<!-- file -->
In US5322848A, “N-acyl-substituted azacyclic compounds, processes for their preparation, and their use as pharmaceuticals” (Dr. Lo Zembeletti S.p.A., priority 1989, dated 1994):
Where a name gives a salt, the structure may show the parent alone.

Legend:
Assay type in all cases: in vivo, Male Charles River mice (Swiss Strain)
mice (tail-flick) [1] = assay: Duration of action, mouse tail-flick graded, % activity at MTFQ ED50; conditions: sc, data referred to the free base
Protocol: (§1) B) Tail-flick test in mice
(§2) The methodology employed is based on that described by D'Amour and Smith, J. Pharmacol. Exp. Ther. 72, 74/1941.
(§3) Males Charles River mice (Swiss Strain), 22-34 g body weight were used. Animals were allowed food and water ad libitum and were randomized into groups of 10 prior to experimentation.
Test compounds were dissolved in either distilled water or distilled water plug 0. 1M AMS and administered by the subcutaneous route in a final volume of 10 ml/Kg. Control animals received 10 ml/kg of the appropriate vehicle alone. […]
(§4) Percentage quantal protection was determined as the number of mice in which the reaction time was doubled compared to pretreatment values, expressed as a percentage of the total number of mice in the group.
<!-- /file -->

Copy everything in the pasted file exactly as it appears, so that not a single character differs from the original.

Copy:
In US5322848A, “N-acyl-substituted azacyclic compounds, processes for their preparation, and their use as pharmaceuticals” (Dr. Lo Zembeletti S.p.A., priority 1989, dated 1994):
Where a name gives a salt, the structure may show the parent alone.

Legend:
Assay type in all cases: in vivo, Male Charles River mice (Swiss Strain)
mice (tail-flick) [1] = assay: Duration of action, mouse tail-flick graded, % activity at MTFQ ED50; conditions: sc, data referred to the free base
Protocol: (§1) B) Tail-flick test in mice
(§2) The methodology employed is based on that described by D'Amour and Smith, J. Pharmacol. Exp. Ther. 72, 74/1941.
(§3) Males Charles River mice (Swiss Strain), 22-34 g body weight were used. Animals were allowed food and water ad libitum and were randomized into groups of 10 prior to experimentation.
Test compounds were dissolved in either distilled water or distilled water plug 0. 1M AMS and administered by the subcutaneous route in a final volume of 10 ml/Kg. Control animals received 10 ml/kg of the appropriate vehicle alone. […]
(§4) Percentage quantal protection was determined as the number of mice in which the reaction time was doubled compared to pretreatment values, expressed as a percentage of the total number of mice in the group.